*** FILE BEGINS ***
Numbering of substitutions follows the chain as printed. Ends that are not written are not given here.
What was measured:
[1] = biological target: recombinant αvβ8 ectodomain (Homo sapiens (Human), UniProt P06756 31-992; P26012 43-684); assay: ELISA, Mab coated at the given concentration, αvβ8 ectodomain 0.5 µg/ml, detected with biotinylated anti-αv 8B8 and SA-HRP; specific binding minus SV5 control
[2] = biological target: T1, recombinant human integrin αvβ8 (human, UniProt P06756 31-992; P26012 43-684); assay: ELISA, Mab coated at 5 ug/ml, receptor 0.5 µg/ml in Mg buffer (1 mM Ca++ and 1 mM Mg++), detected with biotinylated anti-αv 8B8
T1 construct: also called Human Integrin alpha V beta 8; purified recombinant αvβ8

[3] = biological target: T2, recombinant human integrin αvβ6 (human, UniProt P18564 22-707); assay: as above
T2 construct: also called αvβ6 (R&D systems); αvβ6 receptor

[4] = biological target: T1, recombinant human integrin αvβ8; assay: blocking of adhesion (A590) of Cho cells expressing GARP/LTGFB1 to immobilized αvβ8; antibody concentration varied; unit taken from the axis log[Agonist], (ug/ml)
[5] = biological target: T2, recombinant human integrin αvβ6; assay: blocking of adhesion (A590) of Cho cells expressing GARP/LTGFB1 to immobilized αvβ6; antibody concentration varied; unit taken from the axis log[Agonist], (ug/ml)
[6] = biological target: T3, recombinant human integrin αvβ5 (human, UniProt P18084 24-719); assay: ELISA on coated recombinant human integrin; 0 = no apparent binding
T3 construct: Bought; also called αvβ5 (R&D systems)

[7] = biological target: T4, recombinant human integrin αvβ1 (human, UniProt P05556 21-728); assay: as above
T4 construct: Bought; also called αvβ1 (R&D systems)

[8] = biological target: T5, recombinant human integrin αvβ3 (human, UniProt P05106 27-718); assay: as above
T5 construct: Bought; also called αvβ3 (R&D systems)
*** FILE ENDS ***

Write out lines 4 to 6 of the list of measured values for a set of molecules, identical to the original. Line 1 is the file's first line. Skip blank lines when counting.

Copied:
[2] = biological target: T1, recombinant human integrin αvβ8 (human, UniProt P06756 31-992; P26012 43-684); assay: ELISA, Mab coated at 5 ug/ml, receptor 0.5 µg/ml in Mg buffer (1 mM Ca++ and 1 mM Mg++), detected with biotinylated anti-αv 8B8
T1 construct: also called Human Integrin alpha V beta 8; purified recombinant αvβ8

[3] = biological target: T2, recombinant human integrin αvβ6 (human, UniProt P18564 22-707); assay: as above